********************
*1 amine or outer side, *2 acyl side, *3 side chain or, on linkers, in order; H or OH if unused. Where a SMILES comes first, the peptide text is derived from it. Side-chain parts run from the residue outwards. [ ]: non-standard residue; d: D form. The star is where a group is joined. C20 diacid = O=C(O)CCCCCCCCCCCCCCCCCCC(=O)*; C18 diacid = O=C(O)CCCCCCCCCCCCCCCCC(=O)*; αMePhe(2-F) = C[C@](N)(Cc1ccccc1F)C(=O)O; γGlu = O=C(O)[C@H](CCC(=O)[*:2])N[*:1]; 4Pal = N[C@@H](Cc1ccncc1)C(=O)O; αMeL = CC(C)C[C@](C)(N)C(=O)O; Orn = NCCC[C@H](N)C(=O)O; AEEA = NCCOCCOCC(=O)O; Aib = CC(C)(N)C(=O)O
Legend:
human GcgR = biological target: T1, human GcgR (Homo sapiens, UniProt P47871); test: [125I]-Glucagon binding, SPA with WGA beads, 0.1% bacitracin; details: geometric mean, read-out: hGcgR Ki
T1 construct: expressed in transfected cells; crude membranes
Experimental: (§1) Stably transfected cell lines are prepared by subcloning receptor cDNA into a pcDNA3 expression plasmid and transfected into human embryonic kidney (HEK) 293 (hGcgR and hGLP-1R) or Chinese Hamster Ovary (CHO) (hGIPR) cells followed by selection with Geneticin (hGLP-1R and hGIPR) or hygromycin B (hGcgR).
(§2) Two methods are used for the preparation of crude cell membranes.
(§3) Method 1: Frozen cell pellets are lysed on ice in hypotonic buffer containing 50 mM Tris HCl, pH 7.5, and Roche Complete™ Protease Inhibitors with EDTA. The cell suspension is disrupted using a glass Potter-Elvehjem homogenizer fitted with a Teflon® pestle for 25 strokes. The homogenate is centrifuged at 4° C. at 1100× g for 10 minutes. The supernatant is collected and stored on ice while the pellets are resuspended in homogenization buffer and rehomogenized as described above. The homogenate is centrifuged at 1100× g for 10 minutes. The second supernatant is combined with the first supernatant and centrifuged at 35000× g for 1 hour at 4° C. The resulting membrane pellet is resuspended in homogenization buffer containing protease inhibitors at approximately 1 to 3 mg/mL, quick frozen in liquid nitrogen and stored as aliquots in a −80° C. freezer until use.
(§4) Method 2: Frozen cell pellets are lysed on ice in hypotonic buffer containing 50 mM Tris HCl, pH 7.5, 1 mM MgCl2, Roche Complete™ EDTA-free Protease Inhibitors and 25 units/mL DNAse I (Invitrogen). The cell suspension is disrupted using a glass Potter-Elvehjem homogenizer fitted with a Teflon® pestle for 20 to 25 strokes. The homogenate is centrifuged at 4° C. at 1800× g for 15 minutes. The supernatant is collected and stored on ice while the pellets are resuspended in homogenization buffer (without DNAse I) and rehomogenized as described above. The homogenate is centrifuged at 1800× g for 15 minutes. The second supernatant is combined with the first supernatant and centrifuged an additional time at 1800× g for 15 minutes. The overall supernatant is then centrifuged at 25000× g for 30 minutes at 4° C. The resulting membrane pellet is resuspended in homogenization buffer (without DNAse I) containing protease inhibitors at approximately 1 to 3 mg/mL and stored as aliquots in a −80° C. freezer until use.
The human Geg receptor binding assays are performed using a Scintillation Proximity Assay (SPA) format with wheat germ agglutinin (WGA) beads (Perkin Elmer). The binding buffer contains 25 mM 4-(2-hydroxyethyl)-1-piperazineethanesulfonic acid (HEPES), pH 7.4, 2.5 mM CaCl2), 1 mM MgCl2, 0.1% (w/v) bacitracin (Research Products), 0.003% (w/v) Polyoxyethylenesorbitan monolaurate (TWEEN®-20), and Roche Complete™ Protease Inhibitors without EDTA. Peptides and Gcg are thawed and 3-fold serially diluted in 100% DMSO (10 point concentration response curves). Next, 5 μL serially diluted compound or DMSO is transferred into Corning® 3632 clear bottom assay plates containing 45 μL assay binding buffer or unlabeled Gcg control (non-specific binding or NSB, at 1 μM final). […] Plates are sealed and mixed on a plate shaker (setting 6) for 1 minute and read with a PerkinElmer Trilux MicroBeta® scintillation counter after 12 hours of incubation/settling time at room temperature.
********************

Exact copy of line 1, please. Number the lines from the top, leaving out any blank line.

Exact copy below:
*1 amine or outer side, *2 acyl side, *3 side chain or, on linkers, in order; H or OH if unused. Where a SMILES comes first, the peptide text is derived from it. Side-chain parts run from the residue outwards. [ ]: non-standard residue; d: D form. The star is where a group is joined. C20 diacid = O=C(O)CCCCCCCCCCCCCCCCCCC(=O)*; C18 diacid = O=C(O)CCCCCCCCCCCCCCCCC(=O)*; αMePhe(2-F) = C[C@](N)(Cc1ccccc1F)C(=O)O; γGlu = O=C(O)[C@H](CCC(=O)[*:2])N[*:1]; 4Pal = N[C@@H](Cc1ccncc1)C(=O)O; αMeL = CC(C)C[C@](C)(N)C(=O)O; Orn = NCCC[C@H](N)C(=O)O; AEEA = NCCOCCOCC(=O)O; Aib = CC(C)(N)C(=O)O